The Senate in January approved a proposed constitutional amendment to have members of both courts appointed by the governor and confirmed by the Senate, without a commission to screen applicants. The measure stalled in the House, prompting supporters to seek a compromise with the Bar Association.

The debate was clouded by Nuss’ accusations, made in a letter Tuesday to trial court judges. Nuss said King had “suggested” to several judges in a meeting last week that the court system’s success on budget issues was tied to the judges endorsing the judicial selection plan.

Nuss was not at the meeting, but his chief counsel was. He called King’s actions a “disturbing example” of how politics affects the judiciary and said linking the two issues is “distasteful — and unacceptable.”

King, an Independence Republican and attorney, released an email from Sedgwick County District Judge Eric Yost to fellow judges, saying the allegation is unfounded. Yost, a former senator, was at last week’s meeting.

King said: “I hope and I trust, and I firmly believe, knowing the chief justice, that he will see that the right thing to do is to make a full apology for the misstatements in the letter and for unjustly defaming the character of not only a legislator but a member of the Kansas bar.”

A spokesman for the judicial branch later said in a statement that Nuss “stands by the accuracy of his letter.”

Comments

Mike1949 1 year, 7 months ago

Finally some common sense from our state government!

elliottaw 1 year, 7 months ago

they are just throwing this out there to take pressure off the secret budget discussions there are having

KS 1 year, 7 months ago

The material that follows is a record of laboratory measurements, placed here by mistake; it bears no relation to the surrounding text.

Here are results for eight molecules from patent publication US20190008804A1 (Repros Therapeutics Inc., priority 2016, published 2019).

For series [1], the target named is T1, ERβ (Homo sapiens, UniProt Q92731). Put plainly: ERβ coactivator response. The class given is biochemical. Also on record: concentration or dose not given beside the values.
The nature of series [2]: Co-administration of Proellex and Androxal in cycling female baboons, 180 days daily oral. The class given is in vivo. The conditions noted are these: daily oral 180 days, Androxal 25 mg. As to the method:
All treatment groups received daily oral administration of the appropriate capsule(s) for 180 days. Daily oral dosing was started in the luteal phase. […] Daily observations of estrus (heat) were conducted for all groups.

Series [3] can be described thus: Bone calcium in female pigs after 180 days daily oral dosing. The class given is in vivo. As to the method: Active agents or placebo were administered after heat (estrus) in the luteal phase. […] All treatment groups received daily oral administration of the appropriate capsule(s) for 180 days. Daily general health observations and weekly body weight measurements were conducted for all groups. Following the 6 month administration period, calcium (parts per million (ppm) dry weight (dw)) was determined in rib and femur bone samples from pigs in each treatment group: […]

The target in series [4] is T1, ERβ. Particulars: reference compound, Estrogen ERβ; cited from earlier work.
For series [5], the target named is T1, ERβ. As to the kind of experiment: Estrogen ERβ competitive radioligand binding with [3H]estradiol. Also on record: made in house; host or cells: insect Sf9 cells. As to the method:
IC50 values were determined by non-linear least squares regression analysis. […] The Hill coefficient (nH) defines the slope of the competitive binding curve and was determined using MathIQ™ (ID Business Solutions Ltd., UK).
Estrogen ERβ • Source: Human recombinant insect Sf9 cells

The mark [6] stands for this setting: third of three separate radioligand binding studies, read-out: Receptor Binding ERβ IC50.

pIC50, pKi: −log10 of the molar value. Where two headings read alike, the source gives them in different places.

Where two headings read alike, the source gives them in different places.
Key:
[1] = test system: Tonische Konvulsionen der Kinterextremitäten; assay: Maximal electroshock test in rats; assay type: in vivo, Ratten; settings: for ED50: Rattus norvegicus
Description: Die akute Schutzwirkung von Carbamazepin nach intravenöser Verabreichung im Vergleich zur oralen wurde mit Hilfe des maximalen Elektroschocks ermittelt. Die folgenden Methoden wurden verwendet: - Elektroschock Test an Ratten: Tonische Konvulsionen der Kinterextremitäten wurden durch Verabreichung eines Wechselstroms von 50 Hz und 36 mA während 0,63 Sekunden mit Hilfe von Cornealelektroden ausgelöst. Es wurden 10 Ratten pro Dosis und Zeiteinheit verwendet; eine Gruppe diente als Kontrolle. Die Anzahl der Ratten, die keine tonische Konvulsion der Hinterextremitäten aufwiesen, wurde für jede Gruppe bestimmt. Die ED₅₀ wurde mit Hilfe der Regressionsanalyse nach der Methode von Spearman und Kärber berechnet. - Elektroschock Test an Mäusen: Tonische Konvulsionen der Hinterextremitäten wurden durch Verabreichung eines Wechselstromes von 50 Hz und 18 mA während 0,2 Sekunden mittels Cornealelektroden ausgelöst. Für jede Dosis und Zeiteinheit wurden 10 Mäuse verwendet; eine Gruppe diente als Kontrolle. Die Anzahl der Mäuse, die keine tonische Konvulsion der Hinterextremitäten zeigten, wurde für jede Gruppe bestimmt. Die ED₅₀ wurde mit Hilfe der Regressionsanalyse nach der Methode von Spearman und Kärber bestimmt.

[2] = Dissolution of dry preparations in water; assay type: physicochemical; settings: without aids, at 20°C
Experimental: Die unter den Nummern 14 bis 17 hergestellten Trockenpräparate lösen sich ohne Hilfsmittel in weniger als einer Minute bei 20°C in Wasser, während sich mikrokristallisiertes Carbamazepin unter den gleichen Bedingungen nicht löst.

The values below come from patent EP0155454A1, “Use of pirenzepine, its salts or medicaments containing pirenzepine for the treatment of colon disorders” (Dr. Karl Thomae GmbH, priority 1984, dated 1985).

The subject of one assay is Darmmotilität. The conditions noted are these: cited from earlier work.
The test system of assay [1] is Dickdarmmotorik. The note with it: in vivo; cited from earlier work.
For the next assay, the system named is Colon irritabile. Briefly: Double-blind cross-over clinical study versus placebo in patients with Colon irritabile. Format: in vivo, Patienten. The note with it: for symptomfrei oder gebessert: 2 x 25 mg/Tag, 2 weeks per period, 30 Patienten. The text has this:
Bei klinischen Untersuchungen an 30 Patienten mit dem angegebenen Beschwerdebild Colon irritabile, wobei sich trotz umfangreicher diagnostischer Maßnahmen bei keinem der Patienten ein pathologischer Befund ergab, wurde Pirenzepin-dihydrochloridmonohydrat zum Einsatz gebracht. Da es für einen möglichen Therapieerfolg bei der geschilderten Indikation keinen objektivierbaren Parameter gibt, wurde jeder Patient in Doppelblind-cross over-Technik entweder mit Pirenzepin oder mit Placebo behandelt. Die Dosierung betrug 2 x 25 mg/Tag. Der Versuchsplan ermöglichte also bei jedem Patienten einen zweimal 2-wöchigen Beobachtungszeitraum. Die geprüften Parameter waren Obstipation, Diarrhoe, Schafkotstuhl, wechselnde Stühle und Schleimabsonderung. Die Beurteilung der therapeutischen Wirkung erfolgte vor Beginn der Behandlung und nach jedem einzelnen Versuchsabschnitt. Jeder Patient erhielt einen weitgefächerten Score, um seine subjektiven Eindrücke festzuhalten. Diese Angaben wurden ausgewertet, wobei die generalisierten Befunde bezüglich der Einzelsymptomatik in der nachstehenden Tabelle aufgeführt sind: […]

I think the new proposal would be good. Similar to Federal appointments. I don't like lawyers picking their own judges.

daviskan 1 year, 7 months ago

would kansas voters really want brownback and friends picking the judges? Then the Kochalecs would really have a field day.

Bob_Keeshan 1 year, 7 months ago

I have to say, I agree with Lance Kinzer that there's an extremely politicized elite in Kansas that’s dead set on retaining control.

And Mr. Kinzer is a proud arm of that group, along with his shining leader Il Marrone and their corporate overlords.

Larrytown 1 year, 7 months ago

As the saying goes...if it ain't broken, don't try to fix it.

Is there a degree of politics in the current system? Sure...I could see to some degree. However, nothing like what the State legislature is proposing.

Also...what the blankety blank is Jeff King thinking? Trying to bribe the judicial branch? Jeff King, along with many other KS politicians, need there head examined....along with KS voters who continually vote these types into office.

Keith 1 year, 7 months ago

Any day that Lance Kinzer is thwarted is a good day.

wastewatcher 1 year, 7 months ago

Nuss comes across as a fool when he complains about linking the judicial with politics. THEY ARE LINKED and Nuss is a part of that linkage. He has been a beneficiary of politics every time he cashes a paycheck. I would bet that politicians were contacted by him or on his behalf each and every time he was appointed to a plum and well paid state job. He has personally lobbied the politicians for causes that benefit him and He represents the height of hypocricy!!!!!!.

Boston_Corbett 1 year, 7 months ago

If you want a day-to-day politician being the judge on your case, just follow the advice of Eric Yost.